I’m using SketchPro 2017, but the bug with the .dwg was an example, I wasn’t implying that there is a .dwg issue with Pro 2017, though there is one I read on the forums exporting .dwg from Layout… I hope they fix it before the 2020 release.
Yes, all software have bugs. But with open source software there is no point of releasing a new upgrade in order to get money. They get money because people enjoy the software and donate in order to improve it and to support developers. Also with open source software, roadmaps are public and you know what to expect. I’m not saying there are no exceptions, there are a few.
I have found via AutoDesk, that the software companies build a loyal base. once they have that they can abuse it until the next best thing shows up. I dropped all my Autodesk subscriptions once I saw SketchUp. Saved me $4,000 a year in subscription cost, NOW Trimble has found the golden goose and wants to milk it for all they can get. My answer is to keep the latest subscription that I had before the scalping began. Then I can still use 3dsMAX, AutoCAD and REVIT, and maximize my Sketchup. I’m an old dude, I do NOT do new software because it is new. I will continue to do my maintenance package until it too turns into a subscription package. Then I am getting off the boat Trimble. I have everything I need to produce a decent set of drawings, why should I follow you down your Yellow Brick Road and continue to upgrade every time YOU think it is better?
If the bug fixes and software improvements are worth it, users will pay for the latest version. However, software companies found it difficult to make improvements or bug fixes of sufficient value that they could charge a lot of money for them. By refusing to sell perpetual licenses, they could force users to pay more money whether they think the improvement are worth it or not. The push by software companies to rent, rather than sell their products is more profitable for the companies and a pretty one sided deal. (Two sided, lets the buyer decide what is worth paying more for.)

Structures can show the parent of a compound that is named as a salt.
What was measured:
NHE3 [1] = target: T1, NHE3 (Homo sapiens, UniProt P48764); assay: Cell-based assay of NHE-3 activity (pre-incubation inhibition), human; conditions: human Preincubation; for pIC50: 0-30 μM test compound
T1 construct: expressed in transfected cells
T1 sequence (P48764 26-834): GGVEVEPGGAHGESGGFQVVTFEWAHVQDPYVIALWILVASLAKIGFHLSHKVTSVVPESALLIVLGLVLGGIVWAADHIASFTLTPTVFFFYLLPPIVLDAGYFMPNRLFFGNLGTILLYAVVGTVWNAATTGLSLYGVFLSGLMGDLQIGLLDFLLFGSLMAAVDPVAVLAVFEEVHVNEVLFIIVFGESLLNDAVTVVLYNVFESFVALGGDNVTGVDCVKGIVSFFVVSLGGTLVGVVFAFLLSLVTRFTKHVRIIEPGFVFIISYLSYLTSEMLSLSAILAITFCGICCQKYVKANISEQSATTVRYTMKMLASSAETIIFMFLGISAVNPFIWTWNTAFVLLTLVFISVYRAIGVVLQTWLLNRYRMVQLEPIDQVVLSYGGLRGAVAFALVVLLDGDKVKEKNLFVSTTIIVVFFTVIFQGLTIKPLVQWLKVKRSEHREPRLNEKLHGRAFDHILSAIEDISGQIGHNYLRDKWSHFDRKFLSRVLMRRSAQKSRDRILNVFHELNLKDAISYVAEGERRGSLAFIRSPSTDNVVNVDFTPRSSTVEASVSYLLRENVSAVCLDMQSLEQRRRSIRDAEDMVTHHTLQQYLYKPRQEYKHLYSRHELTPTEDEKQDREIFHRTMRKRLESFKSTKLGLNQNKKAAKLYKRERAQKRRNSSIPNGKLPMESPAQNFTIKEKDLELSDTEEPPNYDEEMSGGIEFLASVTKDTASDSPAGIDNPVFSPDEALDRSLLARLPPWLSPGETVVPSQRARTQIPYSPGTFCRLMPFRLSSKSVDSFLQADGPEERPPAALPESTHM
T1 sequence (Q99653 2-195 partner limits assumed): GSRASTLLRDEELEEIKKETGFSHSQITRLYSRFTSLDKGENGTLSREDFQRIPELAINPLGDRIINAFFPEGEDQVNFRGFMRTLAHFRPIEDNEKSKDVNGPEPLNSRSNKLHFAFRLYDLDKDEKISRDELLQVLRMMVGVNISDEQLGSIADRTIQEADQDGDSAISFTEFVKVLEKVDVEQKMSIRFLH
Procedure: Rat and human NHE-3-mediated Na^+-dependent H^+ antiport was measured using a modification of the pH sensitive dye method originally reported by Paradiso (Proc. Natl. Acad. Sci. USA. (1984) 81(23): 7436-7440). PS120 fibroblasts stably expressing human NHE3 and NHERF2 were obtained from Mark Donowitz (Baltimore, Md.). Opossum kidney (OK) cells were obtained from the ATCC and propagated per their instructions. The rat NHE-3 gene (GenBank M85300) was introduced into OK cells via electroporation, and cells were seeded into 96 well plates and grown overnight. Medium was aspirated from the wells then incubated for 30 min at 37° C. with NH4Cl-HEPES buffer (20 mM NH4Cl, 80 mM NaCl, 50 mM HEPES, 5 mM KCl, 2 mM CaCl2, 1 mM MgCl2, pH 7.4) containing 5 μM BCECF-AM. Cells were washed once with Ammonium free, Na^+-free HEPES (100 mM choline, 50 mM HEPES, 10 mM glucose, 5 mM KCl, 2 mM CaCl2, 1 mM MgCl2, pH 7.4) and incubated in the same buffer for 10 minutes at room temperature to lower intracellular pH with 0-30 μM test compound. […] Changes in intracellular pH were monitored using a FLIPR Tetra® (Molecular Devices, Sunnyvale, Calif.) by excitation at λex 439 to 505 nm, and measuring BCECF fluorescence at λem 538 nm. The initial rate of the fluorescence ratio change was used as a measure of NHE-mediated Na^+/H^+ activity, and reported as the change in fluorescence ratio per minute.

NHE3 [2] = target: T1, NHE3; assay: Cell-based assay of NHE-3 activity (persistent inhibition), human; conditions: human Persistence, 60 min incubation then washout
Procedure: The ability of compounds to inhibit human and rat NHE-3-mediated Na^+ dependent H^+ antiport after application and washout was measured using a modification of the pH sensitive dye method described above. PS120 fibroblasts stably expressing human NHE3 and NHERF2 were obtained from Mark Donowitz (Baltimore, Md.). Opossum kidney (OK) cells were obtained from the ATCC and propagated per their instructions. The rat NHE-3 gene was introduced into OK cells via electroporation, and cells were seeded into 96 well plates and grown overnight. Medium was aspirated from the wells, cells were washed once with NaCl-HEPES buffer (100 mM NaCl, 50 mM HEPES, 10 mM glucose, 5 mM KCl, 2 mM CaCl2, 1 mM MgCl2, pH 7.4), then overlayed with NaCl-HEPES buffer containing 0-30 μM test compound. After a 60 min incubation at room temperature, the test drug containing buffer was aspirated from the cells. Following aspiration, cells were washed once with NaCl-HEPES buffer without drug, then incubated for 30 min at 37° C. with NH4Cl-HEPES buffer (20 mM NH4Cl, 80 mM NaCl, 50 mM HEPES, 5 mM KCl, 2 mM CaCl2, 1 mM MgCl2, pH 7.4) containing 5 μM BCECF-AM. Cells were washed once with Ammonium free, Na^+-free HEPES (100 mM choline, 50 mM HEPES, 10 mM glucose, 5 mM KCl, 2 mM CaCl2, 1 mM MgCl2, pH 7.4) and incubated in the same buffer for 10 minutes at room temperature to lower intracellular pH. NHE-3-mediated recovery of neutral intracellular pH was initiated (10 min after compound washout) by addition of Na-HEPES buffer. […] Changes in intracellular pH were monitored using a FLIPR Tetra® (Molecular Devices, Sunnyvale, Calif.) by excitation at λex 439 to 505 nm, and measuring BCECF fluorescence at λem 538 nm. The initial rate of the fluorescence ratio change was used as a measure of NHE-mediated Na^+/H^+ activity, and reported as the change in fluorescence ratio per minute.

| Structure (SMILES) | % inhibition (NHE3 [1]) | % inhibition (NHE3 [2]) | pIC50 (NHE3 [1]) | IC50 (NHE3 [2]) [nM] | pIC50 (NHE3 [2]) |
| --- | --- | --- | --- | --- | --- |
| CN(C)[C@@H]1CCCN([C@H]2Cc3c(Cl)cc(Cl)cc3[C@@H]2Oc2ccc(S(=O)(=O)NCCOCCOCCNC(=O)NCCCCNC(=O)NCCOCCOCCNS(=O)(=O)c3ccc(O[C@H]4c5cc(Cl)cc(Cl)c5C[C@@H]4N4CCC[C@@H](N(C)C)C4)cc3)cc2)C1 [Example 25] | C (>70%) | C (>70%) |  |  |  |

I bought perpetual licenses. As long as the company offers them, I think they are operating in a fair way. When they stop offering perpetual licenses I think they are exercising unfair control. Of course they do that because they make more money.
Clearly a predictable revenue stream is preferable for the company. However, it means that they don’t have to produce improvements that are appropriately valuable to the user. It’s a conundrum.
Some companies have done OK relying on improved versions. For my part, I’ve dropped some good software because they switched to subscription (rental) only. I’m not willing to use software that will suddenly stop working unless I pay a new fee.
Well today I saw AutoDesk compared to “drug dealers”, LMAO indeed! Wow, I know it’s “hip” to sh*t on AutoDesk here but today it has reached a new high (low).
Sorry but comparing a software company to a drug company is as poor an analogy as to compare software to a car. IMHO as always LOL
Because once the car is paid off you NEVER put in another dime to keep using it, right? No continued “maintenance” to keep it on the road or fuel costs? Oil changes, fuel, tires, brake pads, etc just never wear out?